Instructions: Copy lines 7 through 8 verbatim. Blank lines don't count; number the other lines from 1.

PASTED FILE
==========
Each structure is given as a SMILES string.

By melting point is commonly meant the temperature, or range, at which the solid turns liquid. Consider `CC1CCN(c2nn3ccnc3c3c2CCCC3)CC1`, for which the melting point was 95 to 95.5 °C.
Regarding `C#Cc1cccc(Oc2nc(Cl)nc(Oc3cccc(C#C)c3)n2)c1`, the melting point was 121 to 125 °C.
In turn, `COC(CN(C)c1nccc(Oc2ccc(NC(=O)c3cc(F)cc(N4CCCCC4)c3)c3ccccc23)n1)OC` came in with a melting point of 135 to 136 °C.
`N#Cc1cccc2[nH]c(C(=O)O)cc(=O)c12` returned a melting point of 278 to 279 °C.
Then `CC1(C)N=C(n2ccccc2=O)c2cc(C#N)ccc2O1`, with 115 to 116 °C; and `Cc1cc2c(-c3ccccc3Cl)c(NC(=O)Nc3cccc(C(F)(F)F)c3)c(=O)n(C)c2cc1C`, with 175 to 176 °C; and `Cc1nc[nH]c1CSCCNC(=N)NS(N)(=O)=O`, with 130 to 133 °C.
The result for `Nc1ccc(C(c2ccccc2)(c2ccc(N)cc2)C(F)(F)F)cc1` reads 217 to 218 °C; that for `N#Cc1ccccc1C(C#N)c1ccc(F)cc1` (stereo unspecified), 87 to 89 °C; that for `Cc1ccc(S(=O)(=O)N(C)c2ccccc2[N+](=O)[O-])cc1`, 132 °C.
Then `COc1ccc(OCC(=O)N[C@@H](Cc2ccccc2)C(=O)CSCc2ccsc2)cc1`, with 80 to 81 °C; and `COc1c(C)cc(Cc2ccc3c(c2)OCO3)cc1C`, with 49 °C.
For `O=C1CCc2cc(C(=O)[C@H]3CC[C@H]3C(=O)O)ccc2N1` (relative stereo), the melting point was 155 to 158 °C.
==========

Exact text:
The result for `Nc1ccc(C(c2ccccc2)(c2ccc(N)cc2)C(F)(F)F)cc1` reads 217 to 218 °C; that for `N#Cc1ccccc1C(C#N)c1ccc(F)cc1` (stereo unspecified), 87 to 89 °C; that for `Cc1ccc(S(=O)(=O)N(C)c2ccccc2[N+](=O)[O-])cc1`, 132 °C.
Then `COc1ccc(OCC(=O)N[C@@H](Cc2ccccc2)C(=O)CSCc2ccsc2)cc1`, with 80 to 81 °C; and `COc1c(C)cc(Cc2ccc3c(c2)OCO3)cc1C`, with 49 °C.